CAYMAN FUNDS | 2017
Mark Cook: As the rate of new launches slows perhaps people
are looking to do new things. The number of PE funds is growing,
for example, and we’re starting to field more enquiries for advisory
boards for onshore feeder funds.
Tammy Jennissen: I’m an optimist, and Cayman is able to do things
other places cannot. Given the infrastructure and knowledge we
have here alongside the regulations definitely offers a good model.
CIMA and the government do great work in terms of making sure that
we’ve got the right regulations in place, without being too overbearing
in regulatory terms that would stifle growth opportunities.
Leanne Golding: There has been a sustained status quo for several
years now with few changes, or new fees. You know what you’re
getting when you come to Cayman and that stability is a tremendous
benefit to our jurisdiction.
Jacob: That stability Leanne is talking about is one of the hidden
gems we don’t talk about enough. Also, the jurisdiction has a very
firm and efficient court system that allows a sensible expectation as
to an outcome that’s reasonable for investors.
From formation to wind-down, there are precedents that can be
relied on and we have a competent judiciary.
That represents a really good insurance policy that not many
jurisdictions have. There are other jurisdictions that try to be financial
services hubs where the court system turns people away.
The other big issue is the use of technology. We need to adapt and
embrace this because it can offer us the bandwidth to expand.
Finally, the very fact that we are sitting here working together as
professionals from different parts of the industry says a lot about
how special Cayman is—that cannot easily be replicated.
André Ebanks: Your point about the judicial system is a good one
and something the government tries to highlight in cross-border
regulatory discussions. The court has made a division specifically
dedicated to financial services. I can’t think of any of our competitors
that have done that. We also have very experienced people in the
judiciary—they’re ex-practitioners, they’ve seen it all. It’s a huge plus.
Scott: We’re currently working on a model and launching a working
group within Cayman Finance focused on physical presence,
specifically looking at categories that we think are very synergistic
with the business model we have in Cayman: family offices,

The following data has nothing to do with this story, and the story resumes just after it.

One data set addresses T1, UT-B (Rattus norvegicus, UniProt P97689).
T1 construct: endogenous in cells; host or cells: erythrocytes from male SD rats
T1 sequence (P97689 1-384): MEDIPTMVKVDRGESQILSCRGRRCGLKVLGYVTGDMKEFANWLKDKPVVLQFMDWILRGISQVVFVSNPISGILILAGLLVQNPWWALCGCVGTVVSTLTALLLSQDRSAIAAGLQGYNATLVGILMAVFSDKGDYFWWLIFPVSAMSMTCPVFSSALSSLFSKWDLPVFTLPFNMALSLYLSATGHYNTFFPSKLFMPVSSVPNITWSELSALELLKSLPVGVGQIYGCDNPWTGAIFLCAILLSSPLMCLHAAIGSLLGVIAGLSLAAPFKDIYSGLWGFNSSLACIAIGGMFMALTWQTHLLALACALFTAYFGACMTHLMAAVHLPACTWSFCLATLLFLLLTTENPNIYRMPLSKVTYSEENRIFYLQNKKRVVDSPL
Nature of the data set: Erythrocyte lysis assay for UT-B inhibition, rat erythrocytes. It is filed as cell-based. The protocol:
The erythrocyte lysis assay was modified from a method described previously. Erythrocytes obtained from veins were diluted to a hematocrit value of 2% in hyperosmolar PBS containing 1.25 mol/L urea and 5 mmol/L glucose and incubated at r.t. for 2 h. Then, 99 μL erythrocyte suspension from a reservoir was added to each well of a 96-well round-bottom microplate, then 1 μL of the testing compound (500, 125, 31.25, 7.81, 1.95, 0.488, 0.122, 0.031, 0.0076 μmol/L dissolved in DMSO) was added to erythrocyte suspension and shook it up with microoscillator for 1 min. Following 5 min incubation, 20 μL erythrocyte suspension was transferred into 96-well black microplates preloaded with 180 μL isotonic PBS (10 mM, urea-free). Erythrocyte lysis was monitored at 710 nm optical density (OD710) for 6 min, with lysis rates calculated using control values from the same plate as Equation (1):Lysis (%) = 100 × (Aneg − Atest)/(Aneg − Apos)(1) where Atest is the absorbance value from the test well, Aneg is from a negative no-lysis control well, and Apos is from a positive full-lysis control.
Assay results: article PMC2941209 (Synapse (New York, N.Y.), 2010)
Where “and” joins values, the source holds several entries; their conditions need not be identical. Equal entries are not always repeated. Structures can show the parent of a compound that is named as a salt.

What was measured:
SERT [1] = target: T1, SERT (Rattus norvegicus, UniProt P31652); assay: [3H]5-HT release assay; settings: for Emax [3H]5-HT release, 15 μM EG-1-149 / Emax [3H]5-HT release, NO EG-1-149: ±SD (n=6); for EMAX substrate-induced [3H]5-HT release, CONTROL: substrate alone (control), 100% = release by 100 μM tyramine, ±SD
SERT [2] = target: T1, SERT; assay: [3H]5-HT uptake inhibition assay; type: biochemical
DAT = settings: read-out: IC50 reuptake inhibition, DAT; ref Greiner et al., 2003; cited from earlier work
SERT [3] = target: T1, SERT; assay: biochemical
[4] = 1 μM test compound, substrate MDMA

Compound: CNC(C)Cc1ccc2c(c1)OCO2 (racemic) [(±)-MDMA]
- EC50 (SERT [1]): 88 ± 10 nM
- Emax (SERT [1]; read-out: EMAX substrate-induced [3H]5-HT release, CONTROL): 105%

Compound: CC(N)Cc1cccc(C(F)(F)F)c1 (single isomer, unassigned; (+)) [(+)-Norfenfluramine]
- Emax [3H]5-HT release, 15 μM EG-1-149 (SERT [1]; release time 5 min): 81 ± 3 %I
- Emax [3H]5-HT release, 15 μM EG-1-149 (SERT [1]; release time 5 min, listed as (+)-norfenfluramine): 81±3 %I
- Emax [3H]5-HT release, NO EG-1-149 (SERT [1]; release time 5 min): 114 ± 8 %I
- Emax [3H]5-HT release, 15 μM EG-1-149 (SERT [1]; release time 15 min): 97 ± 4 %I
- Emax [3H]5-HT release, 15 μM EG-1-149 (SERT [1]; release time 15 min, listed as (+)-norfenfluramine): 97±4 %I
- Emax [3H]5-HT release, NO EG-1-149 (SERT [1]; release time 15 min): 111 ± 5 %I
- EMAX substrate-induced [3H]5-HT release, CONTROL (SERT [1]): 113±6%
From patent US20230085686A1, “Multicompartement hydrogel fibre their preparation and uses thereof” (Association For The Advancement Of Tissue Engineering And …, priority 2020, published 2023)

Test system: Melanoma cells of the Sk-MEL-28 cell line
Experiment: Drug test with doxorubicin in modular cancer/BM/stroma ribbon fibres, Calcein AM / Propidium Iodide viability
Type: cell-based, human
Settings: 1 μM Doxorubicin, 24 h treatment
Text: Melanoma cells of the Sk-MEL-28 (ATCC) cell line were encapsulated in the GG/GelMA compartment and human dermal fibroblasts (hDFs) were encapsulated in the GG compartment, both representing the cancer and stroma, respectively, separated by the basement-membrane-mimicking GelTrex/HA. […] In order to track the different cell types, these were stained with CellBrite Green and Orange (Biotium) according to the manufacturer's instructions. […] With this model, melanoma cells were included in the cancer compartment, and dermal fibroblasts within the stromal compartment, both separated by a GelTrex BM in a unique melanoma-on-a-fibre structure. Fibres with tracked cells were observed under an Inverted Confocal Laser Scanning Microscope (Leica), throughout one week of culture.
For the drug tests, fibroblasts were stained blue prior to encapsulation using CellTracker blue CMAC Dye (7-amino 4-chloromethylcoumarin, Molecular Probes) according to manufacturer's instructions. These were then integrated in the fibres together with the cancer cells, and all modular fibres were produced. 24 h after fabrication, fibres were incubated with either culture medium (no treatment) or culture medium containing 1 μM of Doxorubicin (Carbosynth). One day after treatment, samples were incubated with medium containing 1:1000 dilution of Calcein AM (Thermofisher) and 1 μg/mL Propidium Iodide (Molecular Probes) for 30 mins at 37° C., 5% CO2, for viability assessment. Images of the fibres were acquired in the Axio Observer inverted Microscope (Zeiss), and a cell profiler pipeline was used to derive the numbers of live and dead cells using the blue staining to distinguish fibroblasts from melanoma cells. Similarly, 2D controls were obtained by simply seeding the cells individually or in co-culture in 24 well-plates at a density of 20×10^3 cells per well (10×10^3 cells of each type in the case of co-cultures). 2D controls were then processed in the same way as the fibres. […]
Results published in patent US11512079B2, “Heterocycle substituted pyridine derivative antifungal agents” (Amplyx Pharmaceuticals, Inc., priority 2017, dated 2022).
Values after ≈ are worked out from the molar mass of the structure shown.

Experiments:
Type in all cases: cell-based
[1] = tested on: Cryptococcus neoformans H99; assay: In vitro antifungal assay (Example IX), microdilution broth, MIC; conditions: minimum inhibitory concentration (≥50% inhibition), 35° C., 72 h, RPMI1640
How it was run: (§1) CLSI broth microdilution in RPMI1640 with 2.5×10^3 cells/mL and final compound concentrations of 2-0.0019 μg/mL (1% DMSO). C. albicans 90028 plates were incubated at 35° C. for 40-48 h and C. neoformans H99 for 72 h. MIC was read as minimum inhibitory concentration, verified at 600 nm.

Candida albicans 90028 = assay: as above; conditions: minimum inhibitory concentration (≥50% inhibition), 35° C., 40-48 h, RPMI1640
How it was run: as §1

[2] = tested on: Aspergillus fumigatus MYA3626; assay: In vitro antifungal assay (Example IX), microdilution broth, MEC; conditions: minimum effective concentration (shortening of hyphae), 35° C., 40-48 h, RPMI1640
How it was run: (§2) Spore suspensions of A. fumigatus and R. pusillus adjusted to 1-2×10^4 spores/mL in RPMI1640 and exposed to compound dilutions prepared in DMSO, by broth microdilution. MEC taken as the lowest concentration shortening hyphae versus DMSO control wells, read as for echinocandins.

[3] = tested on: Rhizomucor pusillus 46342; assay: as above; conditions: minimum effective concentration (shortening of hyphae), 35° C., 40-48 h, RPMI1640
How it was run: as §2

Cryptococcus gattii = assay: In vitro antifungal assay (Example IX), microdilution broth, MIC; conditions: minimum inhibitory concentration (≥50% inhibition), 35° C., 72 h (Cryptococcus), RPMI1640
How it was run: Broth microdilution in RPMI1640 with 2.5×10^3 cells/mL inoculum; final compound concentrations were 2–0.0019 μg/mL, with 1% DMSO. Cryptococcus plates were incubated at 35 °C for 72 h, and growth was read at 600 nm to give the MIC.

reinsurance companies, investment managers, fund administration,
as well as aspects of fintech intellectual property development that
will continue to drive leadership in the industry globally and how we
When we look at our market for alternative investments, probably 50
percent of our business comes through the US, 20 percent through
Europe, 20 through Asia and 10 percent elsewhere. When we look at
Europe itself, probably 80 percent of that 20 percent comes through
the UK, so when we look at Europe outside of the UK, we’re probably
only talking about 4 percent of our business.
We want to continue to grow that business but we also have to make
sure it’s proportionate with other opportunities we have around the
world and all the other significant growth that we’re seeing in areas
like Asia and elsewhere, so we want to make sure that we are
pouring our resources in the areas that work very synergistically and
will continue to grow our business model.
Monette Windsor: Something this jurisdiction has that’s quite
unique is it’s February, when there is snow in many parts of the
world, and we’re sitting here in beautiful sunshine and 82 degrees.
The quality of life here is very high. When businesses talk about
retaining and attracting talent, Cayman has the advantage of all of the
wonderful things about living on the Islands as well as the financial
attractiveness of doing business here. Cayman is well poised to
attract and retain new business and talent.
What are the challenges and
headwinds facing the industry?
Ebanks: There is a lot on our plate right now. We recently had our peer
review onsite visit by the OCED Global Forum assessment team in
respect of the second round of Exchange of Information on Request,
which seemed to go well. Then we have the upcoming Caribbean
Financial Action Task Force (CFATF) assessment scheduled for the
end of this year for which legislative amendments are being made
in preparation therefor. Then we have the IMF review, which we
believe will take place some time in 2017.
Other mini assessments are also going on, such as the UK is assessing
our beneficial ownership regime. We’re already collecting beneficial
ownership information, but are putting in place a searchable register
for the enhanced exchange of beneficial ownership information with
UK law enforcement authorities when in pursuit of bad actors. This
is a material enhancement and we have to ensure we get the related
Then there is the EU Alternative Investment Fund Managers Directive
(AIFMD) which, even though it’s really only looking at access to EU
investors, it is an assessment that looks at our overall regime.
“You know what you’re
getting when you come to
Cayman and that stability
is a tremendous benefit.”